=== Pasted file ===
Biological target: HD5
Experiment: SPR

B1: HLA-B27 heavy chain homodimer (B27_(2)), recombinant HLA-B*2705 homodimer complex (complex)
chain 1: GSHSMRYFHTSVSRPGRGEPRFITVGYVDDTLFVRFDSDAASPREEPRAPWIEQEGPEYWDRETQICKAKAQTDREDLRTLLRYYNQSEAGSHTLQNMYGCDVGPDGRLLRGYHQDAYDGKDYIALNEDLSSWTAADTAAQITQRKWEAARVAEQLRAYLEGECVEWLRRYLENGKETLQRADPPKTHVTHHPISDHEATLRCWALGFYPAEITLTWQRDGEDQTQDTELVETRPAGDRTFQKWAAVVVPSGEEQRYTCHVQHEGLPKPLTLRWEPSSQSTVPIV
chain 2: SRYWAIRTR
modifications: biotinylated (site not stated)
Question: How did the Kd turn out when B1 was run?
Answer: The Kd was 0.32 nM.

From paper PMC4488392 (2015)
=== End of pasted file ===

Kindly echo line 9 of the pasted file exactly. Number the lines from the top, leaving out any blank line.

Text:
From paper PMC4488392 (2015)